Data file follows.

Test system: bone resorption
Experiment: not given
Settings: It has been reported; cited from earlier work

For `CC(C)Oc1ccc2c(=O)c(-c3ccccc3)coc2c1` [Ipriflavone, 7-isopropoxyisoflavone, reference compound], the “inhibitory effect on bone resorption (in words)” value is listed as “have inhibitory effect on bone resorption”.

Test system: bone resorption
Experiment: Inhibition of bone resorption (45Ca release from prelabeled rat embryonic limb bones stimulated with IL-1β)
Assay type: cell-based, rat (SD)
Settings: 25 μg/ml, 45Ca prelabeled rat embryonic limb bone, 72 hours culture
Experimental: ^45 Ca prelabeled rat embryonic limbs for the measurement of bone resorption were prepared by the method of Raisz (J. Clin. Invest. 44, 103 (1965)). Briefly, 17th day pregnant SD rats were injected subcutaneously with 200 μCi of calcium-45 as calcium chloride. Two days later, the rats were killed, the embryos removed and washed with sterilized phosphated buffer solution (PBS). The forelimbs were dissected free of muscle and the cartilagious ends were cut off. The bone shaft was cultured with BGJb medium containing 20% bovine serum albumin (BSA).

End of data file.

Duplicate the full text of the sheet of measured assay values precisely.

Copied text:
Test system: bone resorption
Experiment: not given
Settings: It has been reported; cited from earlier work

For `CC(C)Oc1ccc2c(=O)c(-c3ccccc3)coc2c1` [Ipriflavone, 7-isopropoxyisoflavone, reference compound], the “inhibitory effect on bone resorption (in words)” value is listed as “have inhibitory effect on bone resorption”.

Test system: bone resorption
Experiment: Inhibition of bone resorption (45Ca release from prelabeled rat embryonic limb bones stimulated with IL-1β)
Assay type: cell-based, rat (SD)
Settings: 25 μg/ml, 45Ca prelabeled rat embryonic limb bone, 72 hours culture
Experimental: ^45 Ca prelabeled rat embryonic limbs for the measurement of bone resorption were prepared by the method of Raisz (J. Clin. Invest. 44, 103 (1965)). Briefly, 17th day pregnant SD rats were injected subcutaneously with 200 μCi of calcium-45 as calcium chloride. Two days later, the rats were killed, the embryos removed and washed with sterilized phosphated buffer solution (PBS). The forelimbs were dissected free of muscle and the cartilagious ends were cut off. The bone shaft was cultured with BGJb medium containing 20% bovine serum albumin (BSA).